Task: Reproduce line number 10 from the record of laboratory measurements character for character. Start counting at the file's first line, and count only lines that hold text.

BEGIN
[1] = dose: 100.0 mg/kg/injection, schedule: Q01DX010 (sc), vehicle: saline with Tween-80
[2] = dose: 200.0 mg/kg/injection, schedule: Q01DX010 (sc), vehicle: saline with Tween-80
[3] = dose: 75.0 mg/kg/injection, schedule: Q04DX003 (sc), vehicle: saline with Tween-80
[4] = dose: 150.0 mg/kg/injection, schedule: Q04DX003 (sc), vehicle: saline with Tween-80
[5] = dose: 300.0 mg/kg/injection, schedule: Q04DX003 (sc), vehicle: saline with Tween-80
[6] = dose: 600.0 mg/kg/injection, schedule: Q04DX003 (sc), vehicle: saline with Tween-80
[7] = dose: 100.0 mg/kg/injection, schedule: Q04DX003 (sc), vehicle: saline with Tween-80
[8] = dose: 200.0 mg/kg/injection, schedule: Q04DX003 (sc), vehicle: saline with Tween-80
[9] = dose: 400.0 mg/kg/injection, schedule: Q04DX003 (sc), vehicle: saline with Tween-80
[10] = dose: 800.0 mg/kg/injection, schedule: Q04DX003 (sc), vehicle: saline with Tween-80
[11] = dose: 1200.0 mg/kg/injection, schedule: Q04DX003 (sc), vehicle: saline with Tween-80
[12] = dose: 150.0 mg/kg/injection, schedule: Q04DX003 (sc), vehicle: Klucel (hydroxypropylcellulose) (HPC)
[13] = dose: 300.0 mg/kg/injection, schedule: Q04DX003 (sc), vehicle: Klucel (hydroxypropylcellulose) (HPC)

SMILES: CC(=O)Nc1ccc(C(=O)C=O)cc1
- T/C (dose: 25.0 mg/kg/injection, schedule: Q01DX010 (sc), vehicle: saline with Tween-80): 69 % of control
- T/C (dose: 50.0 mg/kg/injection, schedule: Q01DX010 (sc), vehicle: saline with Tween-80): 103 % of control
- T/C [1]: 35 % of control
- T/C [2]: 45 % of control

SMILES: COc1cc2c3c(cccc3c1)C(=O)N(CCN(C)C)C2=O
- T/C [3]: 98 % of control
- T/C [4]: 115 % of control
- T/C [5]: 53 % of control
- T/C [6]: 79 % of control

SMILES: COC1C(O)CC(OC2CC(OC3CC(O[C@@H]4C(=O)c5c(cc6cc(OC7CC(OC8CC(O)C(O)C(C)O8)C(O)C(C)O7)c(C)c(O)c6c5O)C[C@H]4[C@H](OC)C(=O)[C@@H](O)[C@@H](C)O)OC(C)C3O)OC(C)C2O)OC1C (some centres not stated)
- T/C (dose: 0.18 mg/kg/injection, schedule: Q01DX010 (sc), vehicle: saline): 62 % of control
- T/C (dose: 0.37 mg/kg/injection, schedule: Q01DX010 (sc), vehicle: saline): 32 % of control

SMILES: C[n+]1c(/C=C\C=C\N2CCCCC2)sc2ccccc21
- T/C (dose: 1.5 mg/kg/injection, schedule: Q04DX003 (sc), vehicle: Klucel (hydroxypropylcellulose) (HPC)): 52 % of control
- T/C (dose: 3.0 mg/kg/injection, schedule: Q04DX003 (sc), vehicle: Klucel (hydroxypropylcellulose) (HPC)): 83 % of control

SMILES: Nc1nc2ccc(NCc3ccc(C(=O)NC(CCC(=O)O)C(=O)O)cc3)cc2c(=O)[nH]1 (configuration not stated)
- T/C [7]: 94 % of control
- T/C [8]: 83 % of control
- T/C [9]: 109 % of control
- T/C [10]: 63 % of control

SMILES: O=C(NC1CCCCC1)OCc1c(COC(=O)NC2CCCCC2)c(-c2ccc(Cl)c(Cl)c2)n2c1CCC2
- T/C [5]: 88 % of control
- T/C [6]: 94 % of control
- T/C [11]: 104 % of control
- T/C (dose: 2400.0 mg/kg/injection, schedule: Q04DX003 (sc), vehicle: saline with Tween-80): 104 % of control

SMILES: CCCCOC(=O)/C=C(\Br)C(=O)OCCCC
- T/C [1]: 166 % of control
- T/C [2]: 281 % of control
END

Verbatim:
[10] = dose: 800.0 mg/kg/injection, schedule: Q04DX003 (sc), vehicle: saline with Tween-80